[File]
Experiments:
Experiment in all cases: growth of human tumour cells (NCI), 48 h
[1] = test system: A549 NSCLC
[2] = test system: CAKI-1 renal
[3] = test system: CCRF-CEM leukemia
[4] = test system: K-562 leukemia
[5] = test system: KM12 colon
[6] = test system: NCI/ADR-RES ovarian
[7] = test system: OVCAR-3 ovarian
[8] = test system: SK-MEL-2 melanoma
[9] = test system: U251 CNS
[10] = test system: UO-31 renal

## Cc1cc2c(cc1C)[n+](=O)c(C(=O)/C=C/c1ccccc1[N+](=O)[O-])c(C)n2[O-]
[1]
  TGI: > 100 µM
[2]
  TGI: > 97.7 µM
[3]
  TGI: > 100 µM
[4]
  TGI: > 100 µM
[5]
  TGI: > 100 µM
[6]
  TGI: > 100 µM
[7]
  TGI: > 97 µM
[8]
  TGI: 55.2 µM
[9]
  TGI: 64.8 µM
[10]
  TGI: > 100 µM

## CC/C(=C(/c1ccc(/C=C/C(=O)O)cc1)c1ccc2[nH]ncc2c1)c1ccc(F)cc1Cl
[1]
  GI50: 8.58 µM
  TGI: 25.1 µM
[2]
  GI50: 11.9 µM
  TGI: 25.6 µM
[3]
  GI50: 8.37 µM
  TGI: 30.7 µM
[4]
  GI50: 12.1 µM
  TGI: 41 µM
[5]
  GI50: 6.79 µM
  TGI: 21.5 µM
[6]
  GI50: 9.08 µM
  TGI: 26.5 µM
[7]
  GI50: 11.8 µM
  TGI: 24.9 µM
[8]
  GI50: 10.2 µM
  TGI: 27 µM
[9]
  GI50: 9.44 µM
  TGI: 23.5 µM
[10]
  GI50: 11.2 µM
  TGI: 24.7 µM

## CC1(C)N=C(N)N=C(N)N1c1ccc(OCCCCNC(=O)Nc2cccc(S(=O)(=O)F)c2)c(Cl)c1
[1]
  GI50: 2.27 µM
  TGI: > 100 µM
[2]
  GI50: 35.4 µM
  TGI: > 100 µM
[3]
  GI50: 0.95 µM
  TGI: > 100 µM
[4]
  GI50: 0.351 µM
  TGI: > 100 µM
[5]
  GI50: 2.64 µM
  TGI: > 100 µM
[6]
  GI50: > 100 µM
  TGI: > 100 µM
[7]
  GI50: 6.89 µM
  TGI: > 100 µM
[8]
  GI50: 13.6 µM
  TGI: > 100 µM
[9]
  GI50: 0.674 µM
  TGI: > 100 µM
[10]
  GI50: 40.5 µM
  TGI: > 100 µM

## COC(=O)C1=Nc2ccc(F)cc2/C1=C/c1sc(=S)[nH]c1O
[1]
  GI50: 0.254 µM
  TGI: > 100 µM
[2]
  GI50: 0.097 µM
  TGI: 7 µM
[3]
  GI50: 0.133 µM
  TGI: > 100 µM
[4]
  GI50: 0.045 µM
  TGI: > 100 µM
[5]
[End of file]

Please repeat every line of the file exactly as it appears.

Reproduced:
Experiments:
Experiment in all cases: growth of human tumour cells (NCI), 48 h
[1] = test system: A549 NSCLC
[2] = test system: CAKI-1 renal
[3] = test system: CCRF-CEM leukemia
[4] = test system: K-562 leukemia
[5] = test system: KM12 colon
[6] = test system: NCI/ADR-RES ovarian
[7] = test system: OVCAR-3 ovarian
[8] = test system: SK-MEL-2 melanoma
[9] = test system: U251 CNS
[10] = test system: UO-31 renal

## Cc1cc2c(cc1C)[n+](=O)c(C(=O)/C=C/c1ccccc1[N+](=O)[O-])c(C)n2[O-]
[1]
  TGI: > 100 µM
[2]
  TGI: > 97.7 µM
[3]
  TGI: > 100 µM
[4]
  TGI: > 100 µM
[5]
  TGI: > 100 µM
[6]
  TGI: > 100 µM
[7]
  TGI: > 97 µM
[8]
  TGI: 55.2 µM
[9]
  TGI: 64.8 µM
[10]
  TGI: > 100 µM

## CC/C(=C(/c1ccc(/C=C/C(=O)O)cc1)c1ccc2[nH]ncc2c1)c1ccc(F)cc1Cl
[1]
  GI50: 8.58 µM
  TGI: 25.1 µM
[2]
  GI50: 11.9 µM
  TGI: 25.6 µM
[3]
  GI50: 8.37 µM
  TGI: 30.7 µM
[4]
  GI50: 12.1 µM
  TGI: 41 µM
[5]
  GI50: 6.79 µM
  TGI: 21.5 µM
[6]
  GI50: 9.08 µM
  TGI: 26.5 µM
[7]
  GI50: 11.8 µM
  TGI: 24.9 µM
[8]
  GI50: 10.2 µM
  TGI: 27 µM
[9]
  GI50: 9.44 µM
  TGI: 23.5 µM
[10]
  GI50: 11.2 µM
  TGI: 24.7 µM

## CC1(C)N=C(N)N=C(N)N1c1ccc(OCCCCNC(=O)Nc2cccc(S(=O)(=O)F)c2)c(Cl)c1
[1]
  GI50: 2.27 µM
  TGI: > 100 µM
[2]
  GI50: 35.4 µM
  TGI: > 100 µM
[3]
  GI50: 0.95 µM
  TGI: > 100 µM
[4]
  GI50: 0.351 µM
  TGI: > 100 µM
[5]
  GI50: 2.64 µM
  TGI: > 100 µM
[6]
  GI50: > 100 µM
  TGI: > 100 µM
[7]
  GI50: 6.89 µM
  TGI: > 100 µM
[8]
  GI50: 13.6 µM
  TGI: > 100 µM
[9]
  GI50: 0.674 µM
  TGI: > 100 µM
[10]
  GI50: 40.5 µM
  TGI: > 100 µM

## COC(=O)C1=Nc2ccc(F)cc2/C1=C/c1sc(=S)[nH]c1O
[1]
  GI50: 0.254 µM
  TGI: > 100 µM
[2]
  GI50: 0.097 µM
  TGI: 7 µM
[3]
  GI50: 0.133 µM
  TGI: > 100 µM
[4]
  GI50: 0.045 µM
  TGI: > 100 µM
[5]